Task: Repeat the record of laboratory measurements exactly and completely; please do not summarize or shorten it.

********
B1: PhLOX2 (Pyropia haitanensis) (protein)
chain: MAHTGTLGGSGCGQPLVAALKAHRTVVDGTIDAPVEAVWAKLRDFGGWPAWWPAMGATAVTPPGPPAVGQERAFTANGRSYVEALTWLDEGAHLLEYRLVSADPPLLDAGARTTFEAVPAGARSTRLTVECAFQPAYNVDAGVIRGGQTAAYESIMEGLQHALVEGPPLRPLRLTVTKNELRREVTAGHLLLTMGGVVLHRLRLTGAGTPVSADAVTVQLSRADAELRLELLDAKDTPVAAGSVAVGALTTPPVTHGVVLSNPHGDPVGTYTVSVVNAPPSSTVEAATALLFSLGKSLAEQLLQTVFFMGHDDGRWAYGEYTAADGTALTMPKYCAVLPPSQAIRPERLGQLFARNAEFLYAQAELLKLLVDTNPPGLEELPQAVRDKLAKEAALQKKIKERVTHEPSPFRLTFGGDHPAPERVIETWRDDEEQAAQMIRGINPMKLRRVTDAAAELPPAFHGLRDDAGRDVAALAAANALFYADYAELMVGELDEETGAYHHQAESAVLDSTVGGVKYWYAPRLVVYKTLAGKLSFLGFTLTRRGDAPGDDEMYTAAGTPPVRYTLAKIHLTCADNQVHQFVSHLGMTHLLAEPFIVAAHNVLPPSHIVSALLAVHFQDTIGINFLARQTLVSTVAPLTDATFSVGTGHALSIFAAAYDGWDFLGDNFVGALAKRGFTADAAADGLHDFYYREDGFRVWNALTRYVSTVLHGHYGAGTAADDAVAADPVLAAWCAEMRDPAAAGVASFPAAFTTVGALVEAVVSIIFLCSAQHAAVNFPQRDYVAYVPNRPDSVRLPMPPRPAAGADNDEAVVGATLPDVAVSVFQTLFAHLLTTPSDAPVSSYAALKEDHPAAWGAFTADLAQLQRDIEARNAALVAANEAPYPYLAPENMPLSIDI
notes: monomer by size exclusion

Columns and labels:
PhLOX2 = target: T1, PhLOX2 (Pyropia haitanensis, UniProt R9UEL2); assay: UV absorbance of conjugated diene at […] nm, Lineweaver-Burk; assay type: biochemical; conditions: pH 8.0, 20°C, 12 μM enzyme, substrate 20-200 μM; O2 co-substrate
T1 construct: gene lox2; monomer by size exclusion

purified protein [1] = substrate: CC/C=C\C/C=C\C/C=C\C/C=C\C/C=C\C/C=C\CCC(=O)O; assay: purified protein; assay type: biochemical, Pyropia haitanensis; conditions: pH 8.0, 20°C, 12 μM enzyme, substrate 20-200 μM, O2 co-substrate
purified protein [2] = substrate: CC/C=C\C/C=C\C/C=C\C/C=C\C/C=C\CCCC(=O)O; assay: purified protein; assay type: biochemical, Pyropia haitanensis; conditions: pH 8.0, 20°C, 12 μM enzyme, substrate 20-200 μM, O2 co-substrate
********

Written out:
B1: PhLOX2 (Pyropia haitanensis) (protein)
chain: MAHTGTLGGSGCGQPLVAALKAHRTVVDGTIDAPVEAVWAKLRDFGGWPAWWPAMGATAVTPPGPPAVGQERAFTANGRSYVEALTWLDEGAHLLEYRLVSADPPLLDAGARTTFEAVPAGARSTRLTVECAFQPAYNVDAGVIRGGQTAAYESIMEGLQHALVEGPPLRPLRLTVTKNELRREVTAGHLLLTMGGVVLHRLRLTGAGTPVSADAVTVQLSRADAELRLELLDAKDTPVAAGSVAVGALTTPPVTHGVVLSNPHGDPVGTYTVSVVNAPPSSTVEAATALLFSLGKSLAEQLLQTVFFMGHDDGRWAYGEYTAADGTALTMPKYCAVLPPSQAIRPERLGQLFARNAEFLYAQAELLKLLVDTNPPGLEELPQAVRDKLAKEAALQKKIKERVTHEPSPFRLTFGGDHPAPERVIETWRDDEEQAAQMIRGINPMKLRRVTDAAAELPPAFHGLRDDAGRDVAALAAANALFYADYAELMVGELDEETGAYHHQAESAVLDSTVGGVKYWYAPRLVVYKTLAGKLSFLGFTLTRRGDAPGDDEMYTAAGTPPVRYTLAKIHLTCADNQVHQFVSHLGMTHLLAEPFIVAAHNVLPPSHIVSALLAVHFQDTIGINFLARQTLVSTVAPLTDATFSVGTGHALSIFAAAYDGWDFLGDNFVGALAKRGFTADAAADGLHDFYYREDGFRVWNALTRYVSTVLHGHYGAGTAADDAVAADPVLAAWCAEMRDPAAAGVASFPAAFTTVGALVEAVVSIIFLCSAQHAAVNFPQRDYVAYVPNRPDSVRLPMPPRPAAGADNDEAVVGATLPDVAVSVFQTLFAHLLTTPSDAPVSSYAALKEDHPAAWGAFTADLAQLQRDIEARNAALVAANEAPYPYLAPENMPLSIDI
notes: monomer by size exclusion

Columns and labels:
PhLOX2 = target: T1, PhLOX2 (Pyropia haitanensis, UniProt R9UEL2); assay: UV absorbance of conjugated diene at […] nm, Lineweaver-Burk; assay type: biochemical; conditions: pH 8.0, 20°C, 12 μM enzyme, substrate 20-200 μM; O2 co-substrate
T1 construct: gene lox2; monomer by size exclusion

purified protein [1] = substrate: CC/C=C\C/C=C\C/C=C\C/C=C\C/C=C\C/C=C\CCC(=O)O; assay: purified protein; assay type: biochemical, Pyropia haitanensis; conditions: pH 8.0, 20°C, 12 μM enzyme, substrate 20-200 μM, O2 co-substrate
purified protein [2] = substrate: CC/C=C\C/C=C\C/C=C\C/C=C\C/C=C\CCCC(=O)O; assay: purified protein; assay type: biochemical, Pyropia haitanensis; conditions: pH 8.0, 20°C, 12 μM enzyme, substrate 20-200 μM, O2 co-substrate